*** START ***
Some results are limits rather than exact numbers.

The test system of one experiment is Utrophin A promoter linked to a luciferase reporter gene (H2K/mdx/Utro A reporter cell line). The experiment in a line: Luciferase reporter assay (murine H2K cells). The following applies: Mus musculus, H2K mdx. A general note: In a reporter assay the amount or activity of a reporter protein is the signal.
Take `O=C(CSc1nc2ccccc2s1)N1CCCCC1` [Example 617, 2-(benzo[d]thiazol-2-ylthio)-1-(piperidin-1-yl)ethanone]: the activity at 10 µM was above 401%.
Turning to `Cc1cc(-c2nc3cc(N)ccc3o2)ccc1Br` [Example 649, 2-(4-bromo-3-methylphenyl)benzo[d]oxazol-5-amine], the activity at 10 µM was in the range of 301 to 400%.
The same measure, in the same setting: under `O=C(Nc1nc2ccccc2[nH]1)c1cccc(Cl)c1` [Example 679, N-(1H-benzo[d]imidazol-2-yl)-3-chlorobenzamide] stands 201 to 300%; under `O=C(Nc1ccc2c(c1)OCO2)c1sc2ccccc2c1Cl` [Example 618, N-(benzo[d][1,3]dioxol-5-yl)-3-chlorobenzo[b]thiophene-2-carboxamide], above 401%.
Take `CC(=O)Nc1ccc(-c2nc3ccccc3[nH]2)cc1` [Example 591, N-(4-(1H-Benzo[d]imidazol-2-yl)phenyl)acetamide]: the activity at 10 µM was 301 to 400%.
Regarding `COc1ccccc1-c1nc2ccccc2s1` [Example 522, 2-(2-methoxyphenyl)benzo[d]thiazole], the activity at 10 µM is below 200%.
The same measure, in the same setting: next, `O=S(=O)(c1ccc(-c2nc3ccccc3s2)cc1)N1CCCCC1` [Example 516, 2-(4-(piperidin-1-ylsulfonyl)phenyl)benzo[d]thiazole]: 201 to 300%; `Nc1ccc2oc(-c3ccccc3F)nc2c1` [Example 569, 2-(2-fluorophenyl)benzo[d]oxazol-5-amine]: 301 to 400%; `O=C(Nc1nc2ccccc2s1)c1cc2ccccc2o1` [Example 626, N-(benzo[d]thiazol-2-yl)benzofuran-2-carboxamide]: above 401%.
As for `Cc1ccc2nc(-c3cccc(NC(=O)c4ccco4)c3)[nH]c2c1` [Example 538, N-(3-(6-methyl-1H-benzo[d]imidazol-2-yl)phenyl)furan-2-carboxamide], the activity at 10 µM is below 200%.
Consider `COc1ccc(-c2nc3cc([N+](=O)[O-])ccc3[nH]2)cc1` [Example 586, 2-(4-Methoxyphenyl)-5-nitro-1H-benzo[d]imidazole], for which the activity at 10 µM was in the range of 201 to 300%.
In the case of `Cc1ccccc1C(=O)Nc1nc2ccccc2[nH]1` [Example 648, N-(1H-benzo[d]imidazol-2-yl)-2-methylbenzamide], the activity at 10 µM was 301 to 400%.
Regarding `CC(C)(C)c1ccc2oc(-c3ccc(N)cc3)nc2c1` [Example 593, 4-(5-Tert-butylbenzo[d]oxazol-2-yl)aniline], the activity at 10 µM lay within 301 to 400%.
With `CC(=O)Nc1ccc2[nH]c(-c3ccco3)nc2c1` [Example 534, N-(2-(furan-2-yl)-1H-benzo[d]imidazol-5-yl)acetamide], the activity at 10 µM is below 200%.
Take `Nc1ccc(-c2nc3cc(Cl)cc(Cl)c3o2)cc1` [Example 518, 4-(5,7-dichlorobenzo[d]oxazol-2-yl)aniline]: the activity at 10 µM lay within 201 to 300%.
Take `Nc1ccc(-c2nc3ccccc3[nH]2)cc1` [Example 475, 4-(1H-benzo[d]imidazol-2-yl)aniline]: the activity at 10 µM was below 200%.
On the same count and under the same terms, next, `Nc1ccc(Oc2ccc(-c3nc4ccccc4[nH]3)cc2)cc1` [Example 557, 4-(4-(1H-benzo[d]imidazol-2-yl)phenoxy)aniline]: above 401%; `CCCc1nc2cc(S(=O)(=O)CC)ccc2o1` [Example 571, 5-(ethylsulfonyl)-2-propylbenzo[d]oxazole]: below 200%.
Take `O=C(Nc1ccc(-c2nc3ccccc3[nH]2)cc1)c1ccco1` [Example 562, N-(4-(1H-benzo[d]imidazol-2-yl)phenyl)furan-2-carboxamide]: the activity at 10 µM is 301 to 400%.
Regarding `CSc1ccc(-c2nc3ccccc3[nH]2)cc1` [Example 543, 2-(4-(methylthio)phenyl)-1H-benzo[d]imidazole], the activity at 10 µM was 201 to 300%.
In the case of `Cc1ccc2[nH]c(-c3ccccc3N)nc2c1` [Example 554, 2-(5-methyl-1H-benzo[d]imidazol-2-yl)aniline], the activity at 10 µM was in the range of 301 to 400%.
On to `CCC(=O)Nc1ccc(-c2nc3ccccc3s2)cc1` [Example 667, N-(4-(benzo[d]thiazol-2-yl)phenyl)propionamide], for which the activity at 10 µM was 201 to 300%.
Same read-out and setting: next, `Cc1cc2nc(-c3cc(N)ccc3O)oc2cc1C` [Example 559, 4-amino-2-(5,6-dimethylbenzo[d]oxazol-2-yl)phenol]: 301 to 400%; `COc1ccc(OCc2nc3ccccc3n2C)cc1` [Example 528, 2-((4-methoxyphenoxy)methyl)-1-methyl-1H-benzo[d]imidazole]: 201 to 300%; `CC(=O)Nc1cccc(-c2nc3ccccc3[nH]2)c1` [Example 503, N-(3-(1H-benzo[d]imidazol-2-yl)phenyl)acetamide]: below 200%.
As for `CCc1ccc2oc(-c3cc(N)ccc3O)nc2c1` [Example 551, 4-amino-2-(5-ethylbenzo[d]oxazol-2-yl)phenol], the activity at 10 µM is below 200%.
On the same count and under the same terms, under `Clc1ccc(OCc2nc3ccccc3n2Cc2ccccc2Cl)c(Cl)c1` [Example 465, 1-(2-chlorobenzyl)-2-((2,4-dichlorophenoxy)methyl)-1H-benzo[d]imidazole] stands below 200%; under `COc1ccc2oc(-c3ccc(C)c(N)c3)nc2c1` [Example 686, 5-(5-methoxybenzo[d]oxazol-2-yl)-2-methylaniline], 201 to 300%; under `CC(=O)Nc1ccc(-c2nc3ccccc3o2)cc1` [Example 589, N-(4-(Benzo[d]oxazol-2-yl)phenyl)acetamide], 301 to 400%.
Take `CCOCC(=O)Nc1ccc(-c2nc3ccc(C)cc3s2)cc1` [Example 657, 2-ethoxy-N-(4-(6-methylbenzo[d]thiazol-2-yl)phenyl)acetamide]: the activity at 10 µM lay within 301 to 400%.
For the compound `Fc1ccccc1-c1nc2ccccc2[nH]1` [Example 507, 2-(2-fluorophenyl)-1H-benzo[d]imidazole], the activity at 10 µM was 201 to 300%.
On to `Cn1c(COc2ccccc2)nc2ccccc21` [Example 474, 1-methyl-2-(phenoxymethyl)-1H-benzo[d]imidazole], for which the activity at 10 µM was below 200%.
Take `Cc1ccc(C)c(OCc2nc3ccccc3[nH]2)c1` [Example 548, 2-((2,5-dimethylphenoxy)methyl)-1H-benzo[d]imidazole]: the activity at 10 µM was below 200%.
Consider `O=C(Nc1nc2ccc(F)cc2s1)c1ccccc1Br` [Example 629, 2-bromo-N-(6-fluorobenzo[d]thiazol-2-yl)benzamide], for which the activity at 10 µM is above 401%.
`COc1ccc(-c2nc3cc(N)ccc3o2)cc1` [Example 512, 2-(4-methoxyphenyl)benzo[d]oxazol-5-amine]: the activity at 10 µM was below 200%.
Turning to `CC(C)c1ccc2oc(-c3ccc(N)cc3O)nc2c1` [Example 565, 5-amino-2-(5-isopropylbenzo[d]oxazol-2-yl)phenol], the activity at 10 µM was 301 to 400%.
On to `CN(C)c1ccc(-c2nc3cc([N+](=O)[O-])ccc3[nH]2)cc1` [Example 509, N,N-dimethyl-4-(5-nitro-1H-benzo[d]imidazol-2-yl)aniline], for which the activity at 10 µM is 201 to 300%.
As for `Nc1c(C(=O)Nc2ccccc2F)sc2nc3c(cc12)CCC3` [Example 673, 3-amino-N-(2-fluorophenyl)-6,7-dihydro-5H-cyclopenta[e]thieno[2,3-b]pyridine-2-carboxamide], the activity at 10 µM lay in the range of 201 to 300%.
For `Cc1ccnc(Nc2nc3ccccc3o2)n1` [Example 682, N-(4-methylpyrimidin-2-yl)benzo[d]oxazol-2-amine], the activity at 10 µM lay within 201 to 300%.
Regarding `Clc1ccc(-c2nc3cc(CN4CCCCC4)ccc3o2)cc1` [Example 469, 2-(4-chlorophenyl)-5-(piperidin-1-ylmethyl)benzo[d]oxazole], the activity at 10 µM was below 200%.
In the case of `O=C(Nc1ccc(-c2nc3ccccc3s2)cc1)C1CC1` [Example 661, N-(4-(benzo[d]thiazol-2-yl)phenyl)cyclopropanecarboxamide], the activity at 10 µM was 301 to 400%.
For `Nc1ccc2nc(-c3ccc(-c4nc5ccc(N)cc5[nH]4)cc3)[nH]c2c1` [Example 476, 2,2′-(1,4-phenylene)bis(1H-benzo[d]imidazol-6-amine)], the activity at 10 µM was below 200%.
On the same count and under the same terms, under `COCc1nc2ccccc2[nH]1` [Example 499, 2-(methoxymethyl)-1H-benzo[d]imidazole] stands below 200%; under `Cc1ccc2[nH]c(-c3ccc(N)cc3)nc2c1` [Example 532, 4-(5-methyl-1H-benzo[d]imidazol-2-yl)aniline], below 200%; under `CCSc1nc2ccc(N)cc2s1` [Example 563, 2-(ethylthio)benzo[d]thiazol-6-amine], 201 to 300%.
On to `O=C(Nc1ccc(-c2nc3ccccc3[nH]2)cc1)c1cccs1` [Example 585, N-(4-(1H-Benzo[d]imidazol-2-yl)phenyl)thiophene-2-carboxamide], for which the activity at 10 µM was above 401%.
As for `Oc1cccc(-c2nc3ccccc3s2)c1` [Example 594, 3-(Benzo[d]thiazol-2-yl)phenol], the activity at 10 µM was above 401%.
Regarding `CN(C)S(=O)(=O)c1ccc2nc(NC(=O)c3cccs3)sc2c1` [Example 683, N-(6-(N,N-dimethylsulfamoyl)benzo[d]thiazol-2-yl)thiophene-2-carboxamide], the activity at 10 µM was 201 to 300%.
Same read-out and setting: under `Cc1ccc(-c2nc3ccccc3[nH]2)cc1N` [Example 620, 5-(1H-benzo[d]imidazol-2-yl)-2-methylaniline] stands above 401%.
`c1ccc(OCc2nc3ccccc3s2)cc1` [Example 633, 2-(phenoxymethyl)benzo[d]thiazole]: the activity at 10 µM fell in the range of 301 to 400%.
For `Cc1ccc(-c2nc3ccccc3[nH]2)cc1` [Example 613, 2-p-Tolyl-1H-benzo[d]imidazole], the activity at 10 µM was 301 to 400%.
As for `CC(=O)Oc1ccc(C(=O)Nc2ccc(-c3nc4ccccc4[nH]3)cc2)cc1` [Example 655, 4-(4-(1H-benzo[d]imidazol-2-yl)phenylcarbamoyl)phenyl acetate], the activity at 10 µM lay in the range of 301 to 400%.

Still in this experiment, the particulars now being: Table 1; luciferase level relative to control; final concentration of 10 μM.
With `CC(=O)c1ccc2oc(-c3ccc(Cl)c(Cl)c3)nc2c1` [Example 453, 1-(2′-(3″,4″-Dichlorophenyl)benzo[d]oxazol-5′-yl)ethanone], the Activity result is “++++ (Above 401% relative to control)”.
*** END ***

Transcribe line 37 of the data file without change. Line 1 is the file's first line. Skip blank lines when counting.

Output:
On the same count and under the same terms, under `COCc1nc2ccccc2[nH]1` [Example 499, 2-(methoxymethyl)-1H-benzo[d]imidazole] stands below 200%; under `Cc1ccc2[nH]c(-c3ccc(N)cc3)nc2c1` [Example 532, 4-(5-methyl-1H-benzo[d]imidazol-2-yl)aniline], below 200%; under `CCSc1nc2ccc(N)cc2s1` [Example 563, 2-(ethylthio)benzo[d]thiazol-6-amine], 201 to 300%.